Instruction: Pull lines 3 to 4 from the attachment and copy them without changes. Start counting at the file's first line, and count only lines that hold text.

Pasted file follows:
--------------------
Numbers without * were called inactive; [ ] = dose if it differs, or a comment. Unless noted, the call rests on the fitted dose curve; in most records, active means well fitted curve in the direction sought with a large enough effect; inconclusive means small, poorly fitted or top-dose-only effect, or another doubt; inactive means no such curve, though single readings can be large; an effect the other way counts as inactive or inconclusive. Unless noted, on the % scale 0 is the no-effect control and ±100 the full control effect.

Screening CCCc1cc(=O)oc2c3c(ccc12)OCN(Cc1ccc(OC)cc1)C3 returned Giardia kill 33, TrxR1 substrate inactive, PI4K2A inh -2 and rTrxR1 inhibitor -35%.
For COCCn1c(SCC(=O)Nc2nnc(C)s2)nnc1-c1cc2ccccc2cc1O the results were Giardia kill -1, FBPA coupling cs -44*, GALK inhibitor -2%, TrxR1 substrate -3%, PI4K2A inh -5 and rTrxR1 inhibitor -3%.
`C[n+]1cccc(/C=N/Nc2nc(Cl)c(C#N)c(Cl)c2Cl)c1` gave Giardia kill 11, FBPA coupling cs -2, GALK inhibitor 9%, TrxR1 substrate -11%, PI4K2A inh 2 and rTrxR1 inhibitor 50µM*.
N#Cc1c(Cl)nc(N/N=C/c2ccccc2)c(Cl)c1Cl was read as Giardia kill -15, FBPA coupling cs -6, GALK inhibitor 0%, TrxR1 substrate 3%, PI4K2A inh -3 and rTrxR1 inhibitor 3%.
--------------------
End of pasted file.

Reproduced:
For COCCn1c(SCC(=O)Nc2nnc(C)s2)nnc1-c1cc2ccccc2cc1O the results were Giardia kill -1, FBPA coupling cs -44*, GALK inhibitor -2%, TrxR1 substrate -3%, PI4K2A inh -5 and rTrxR1 inhibitor -3%.
`C[n+]1cccc(/C=N/Nc2nc(Cl)c(C#N)c(Cl)c2Cl)c1` gave Giardia kill 11, FBPA coupling cs -2, GALK inhibitor 9%, TrxR1 substrate -11%, PI4K2A inh 2 and rTrxR1 inhibitor 50µM*.